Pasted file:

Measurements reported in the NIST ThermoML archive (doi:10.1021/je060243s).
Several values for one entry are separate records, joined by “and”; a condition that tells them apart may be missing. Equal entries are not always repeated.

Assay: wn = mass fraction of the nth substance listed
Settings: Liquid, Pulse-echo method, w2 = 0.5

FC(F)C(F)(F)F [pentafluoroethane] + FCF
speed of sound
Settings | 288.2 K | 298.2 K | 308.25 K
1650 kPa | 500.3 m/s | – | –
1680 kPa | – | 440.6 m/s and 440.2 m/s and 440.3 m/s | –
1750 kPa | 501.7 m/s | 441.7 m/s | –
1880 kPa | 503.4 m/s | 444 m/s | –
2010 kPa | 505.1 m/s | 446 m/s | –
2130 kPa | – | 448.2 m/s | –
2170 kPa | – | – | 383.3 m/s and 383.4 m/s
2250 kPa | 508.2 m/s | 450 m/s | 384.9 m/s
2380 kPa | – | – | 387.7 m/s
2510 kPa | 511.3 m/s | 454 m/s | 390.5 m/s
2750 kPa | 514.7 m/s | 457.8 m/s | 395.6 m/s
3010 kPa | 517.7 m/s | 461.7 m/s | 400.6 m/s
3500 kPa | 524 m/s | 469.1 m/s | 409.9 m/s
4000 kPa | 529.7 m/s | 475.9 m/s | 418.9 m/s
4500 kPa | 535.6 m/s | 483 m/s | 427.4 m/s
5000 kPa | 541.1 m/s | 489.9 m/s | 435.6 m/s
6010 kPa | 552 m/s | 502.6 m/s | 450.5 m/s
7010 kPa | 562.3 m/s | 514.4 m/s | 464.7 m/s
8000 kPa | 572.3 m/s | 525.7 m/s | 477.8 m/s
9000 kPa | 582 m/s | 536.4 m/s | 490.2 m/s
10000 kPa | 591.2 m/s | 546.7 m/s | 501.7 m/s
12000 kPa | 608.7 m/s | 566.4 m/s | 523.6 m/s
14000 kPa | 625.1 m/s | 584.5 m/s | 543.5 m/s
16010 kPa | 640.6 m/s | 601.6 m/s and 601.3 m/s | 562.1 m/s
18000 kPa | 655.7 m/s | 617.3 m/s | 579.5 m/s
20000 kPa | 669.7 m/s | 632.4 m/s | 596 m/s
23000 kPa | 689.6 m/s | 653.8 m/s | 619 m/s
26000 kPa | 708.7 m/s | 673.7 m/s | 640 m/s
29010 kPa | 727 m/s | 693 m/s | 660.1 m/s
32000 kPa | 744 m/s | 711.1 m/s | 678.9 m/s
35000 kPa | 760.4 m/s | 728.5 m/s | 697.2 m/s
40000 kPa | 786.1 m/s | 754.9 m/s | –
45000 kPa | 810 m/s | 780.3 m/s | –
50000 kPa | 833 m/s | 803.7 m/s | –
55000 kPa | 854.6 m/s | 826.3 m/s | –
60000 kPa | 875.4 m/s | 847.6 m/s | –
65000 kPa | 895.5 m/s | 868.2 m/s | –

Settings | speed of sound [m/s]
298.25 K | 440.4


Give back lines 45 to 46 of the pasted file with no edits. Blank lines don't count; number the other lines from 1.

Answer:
Settings | speed of sound [m/s]
298.25 K | 440.4